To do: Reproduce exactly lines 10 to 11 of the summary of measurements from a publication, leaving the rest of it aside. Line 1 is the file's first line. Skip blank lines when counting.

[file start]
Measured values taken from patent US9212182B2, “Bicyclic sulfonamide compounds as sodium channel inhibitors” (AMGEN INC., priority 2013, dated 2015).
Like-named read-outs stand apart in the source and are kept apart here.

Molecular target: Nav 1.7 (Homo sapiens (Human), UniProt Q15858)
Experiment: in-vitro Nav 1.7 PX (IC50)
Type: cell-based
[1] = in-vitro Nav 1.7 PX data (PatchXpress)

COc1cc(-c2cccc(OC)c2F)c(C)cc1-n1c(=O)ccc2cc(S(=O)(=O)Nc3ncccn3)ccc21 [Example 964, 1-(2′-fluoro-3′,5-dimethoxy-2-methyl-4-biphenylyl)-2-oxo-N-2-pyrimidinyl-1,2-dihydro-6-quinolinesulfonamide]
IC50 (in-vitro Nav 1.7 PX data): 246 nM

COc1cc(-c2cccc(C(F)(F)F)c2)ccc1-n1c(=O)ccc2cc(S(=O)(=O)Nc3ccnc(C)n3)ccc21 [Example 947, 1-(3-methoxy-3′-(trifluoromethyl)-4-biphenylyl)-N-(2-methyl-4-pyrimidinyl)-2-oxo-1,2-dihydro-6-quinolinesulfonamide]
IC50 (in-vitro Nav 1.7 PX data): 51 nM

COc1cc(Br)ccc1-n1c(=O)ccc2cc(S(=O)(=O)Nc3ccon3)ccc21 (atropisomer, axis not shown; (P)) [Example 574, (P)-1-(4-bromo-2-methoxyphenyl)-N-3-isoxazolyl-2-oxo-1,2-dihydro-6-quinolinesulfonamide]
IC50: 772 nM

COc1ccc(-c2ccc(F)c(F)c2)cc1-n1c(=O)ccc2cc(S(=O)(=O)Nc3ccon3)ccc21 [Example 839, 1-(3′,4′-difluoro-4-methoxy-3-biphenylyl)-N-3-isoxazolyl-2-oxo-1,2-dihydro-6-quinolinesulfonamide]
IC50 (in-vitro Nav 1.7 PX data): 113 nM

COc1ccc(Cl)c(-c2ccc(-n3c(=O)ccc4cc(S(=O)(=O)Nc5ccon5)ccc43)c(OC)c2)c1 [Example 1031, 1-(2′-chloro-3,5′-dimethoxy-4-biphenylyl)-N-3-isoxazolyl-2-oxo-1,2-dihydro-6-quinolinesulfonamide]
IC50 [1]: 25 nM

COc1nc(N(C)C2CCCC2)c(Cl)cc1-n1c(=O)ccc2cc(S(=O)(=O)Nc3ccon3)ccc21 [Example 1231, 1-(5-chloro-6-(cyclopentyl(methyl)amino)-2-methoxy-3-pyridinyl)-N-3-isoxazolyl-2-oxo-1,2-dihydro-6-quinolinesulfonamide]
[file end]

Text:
IC50 (in-vitro Nav 1.7 PX data): 51 nM

COc1cc(Br)ccc1-n1c(=O)ccc2cc(S(=O)(=O)Nc3ccon3)ccc21 (atropisomer, axis not shown; (P)) [Example 574, (P)-1-(4-bromo-2-methoxyphenyl)-N-3-isoxazolyl-2-oxo-1,2-dihydro-6-quinolinesulfonamide]